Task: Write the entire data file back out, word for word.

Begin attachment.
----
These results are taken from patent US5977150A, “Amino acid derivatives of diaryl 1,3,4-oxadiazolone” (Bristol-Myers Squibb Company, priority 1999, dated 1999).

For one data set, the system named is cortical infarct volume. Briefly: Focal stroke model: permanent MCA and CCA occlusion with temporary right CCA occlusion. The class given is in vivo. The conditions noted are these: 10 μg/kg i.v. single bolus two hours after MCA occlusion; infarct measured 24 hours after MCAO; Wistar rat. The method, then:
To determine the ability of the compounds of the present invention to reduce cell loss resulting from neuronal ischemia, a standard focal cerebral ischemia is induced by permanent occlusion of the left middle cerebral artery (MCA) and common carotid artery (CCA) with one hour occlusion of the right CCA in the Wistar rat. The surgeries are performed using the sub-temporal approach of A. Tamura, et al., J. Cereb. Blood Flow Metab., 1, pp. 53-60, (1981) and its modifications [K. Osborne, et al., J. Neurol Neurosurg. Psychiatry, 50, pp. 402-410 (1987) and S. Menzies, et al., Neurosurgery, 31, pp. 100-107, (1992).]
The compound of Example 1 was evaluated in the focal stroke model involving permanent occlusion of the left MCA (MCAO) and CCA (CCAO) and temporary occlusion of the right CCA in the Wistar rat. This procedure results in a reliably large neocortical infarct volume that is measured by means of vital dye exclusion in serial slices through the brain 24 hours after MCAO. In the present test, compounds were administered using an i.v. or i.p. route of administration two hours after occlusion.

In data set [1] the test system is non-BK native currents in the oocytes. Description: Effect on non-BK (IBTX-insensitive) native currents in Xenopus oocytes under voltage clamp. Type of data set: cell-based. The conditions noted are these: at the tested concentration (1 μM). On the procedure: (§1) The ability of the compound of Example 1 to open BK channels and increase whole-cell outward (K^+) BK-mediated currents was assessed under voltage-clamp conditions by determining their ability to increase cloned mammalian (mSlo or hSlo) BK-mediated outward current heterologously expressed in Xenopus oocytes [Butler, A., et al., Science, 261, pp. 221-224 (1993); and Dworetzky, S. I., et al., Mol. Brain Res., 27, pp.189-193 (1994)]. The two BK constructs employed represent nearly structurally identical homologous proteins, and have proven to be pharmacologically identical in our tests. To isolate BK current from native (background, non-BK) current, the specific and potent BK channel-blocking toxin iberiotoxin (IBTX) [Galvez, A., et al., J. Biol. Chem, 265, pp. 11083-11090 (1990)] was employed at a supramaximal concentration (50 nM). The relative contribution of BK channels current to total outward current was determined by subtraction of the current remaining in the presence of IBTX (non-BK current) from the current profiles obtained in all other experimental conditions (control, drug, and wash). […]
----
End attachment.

These results are taken from patent US5977150A, “Amino acid derivatives of diaryl 1,3,4-oxadiazolone” (Bristol-Myers Squibb Company, priority 1999, dated 1999).

For one data set, the system named is cortical infarct volume. Briefly: Focal stroke model: permanent MCA and CCA occlusion with temporary right CCA occlusion. The class given is in vivo. The conditions noted are these: 10 μg/kg i.v. single bolus two hours after MCA occlusion; infarct measured 24 hours after MCAO; Wistar rat. The method, then:
To determine the ability of the compounds of the present invention to reduce cell loss resulting from neuronal ischemia, a standard focal cerebral ischemia is induced by permanent occlusion of the left middle cerebral artery (MCA) and common carotid artery (CCA) with one hour occlusion of the right CCA in the Wistar rat. The surgeries are performed using the sub-temporal approach of A. Tamura, et al., J. Cereb. Blood Flow Metab., 1, pp. 53-60, (1981) and its modifications [K. Osborne, et al., J. Neurol Neurosurg. Psychiatry, 50, pp. 402-410 (1987) and S. Menzies, et al., Neurosurgery, 31, pp. 100-107, (1992).]
The compound of Example 1 was evaluated in the focal stroke model involving permanent occlusion of the left MCA (MCAO) and CCA (CCAO) and temporary occlusion of the right CCA in the Wistar rat. This procedure results in a reliably large neocortical infarct volume that is measured by means of vital dye exclusion in serial slices through the brain 24 hours after MCAO. In the present test, compounds were administered using an i.v. or i.p. route of administration two hours after occlusion.

In data set [1] the test system is non-BK native currents in the oocytes. Description: Effect on non-BK (IBTX-insensitive) native currents in Xenopus oocytes under voltage clamp. Type of data set: cell-based. The conditions noted are these: at the tested concentration (1 μM). On the procedure: (§1) The ability of the compound of Example 1 to open BK channels and increase whole-cell outward (K^+) BK-mediated currents was assessed under voltage-clamp conditions by determining their ability to increase cloned mammalian (mSlo or hSlo) BK-mediated outward current heterologously expressed in Xenopus oocytes [Butler, A., et al., Science, 261, pp. 221-224 (1993); and Dworetzky, S. I., et al., Mol. Brain Res., 27, pp.189-193 (1994)]. The two BK constructs employed represent nearly structurally identical homologous proteins, and have proven to be pharmacologically identical in our tests. To isolate BK current from native (background, non-BK) current, the specific and potent BK channel-blocking toxin iberiotoxin (IBTX) [Galvez, A., et al., J. Biol. Chem, 265, pp. 11083-11090 (1990)] was employed at a supramaximal concentration (50 nM). The relative contribution of BK channels current to total outward current was determined by subtraction of the current remaining in the presence of IBTX (non-BK current) from the current profiles obtained in all other experimental conditions (control, drug, and wash). […]